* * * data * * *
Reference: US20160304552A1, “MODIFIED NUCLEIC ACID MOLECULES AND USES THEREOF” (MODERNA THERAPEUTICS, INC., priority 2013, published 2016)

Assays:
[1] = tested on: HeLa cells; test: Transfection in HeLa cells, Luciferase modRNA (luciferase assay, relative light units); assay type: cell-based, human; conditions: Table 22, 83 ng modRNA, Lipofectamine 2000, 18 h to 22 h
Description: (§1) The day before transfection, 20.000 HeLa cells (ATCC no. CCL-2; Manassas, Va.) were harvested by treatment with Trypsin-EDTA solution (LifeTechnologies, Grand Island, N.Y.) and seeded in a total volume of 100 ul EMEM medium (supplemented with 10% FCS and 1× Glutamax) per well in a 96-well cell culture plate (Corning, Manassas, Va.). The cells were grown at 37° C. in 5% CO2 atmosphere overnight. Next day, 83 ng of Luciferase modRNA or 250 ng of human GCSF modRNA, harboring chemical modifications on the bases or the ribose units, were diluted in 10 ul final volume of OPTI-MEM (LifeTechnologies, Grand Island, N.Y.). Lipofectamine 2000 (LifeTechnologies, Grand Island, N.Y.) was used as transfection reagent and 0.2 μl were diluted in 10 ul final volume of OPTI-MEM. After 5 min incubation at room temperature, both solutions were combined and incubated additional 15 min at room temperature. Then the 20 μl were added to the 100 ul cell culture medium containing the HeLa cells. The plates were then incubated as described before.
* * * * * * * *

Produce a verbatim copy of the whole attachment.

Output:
Reference: US20160304552A1, “MODIFIED NUCLEIC ACID MOLECULES AND USES THEREOF” (MODERNA THERAPEUTICS, INC., priority 2013, published 2016)

Assays:
[1] = tested on: HeLa cells; test: Transfection in HeLa cells, Luciferase modRNA (luciferase assay, relative light units); assay type: cell-based, human; conditions: Table 22, 83 ng modRNA, Lipofectamine 2000, 18 h to 22 h
Description: (§1) The day before transfection, 20.000 HeLa cells (ATCC no. CCL-2; Manassas, Va.) were harvested by treatment with Trypsin-EDTA solution (LifeTechnologies, Grand Island, N.Y.) and seeded in a total volume of 100 ul EMEM medium (supplemented with 10% FCS and 1× Glutamax) per well in a 96-well cell culture plate (Corning, Manassas, Va.). The cells were grown at 37° C. in 5% CO2 atmosphere overnight. Next day, 83 ng of Luciferase modRNA or 250 ng of human GCSF modRNA, harboring chemical modifications on the bases or the ribose units, were diluted in 10 ul final volume of OPTI-MEM (LifeTechnologies, Grand Island, N.Y.). Lipofectamine 2000 (LifeTechnologies, Grand Island, N.Y.) was used as transfection reagent and 0.2 μl were diluted in 10 ul final volume of OPTI-MEM. After 5 min incubation at room temperature, both solutions were combined and incubated additional 15 min at room temperature. Then the 20 μl were added to the 100 ul cell culture medium containing the HeLa cells. The plates were then incubated as described before.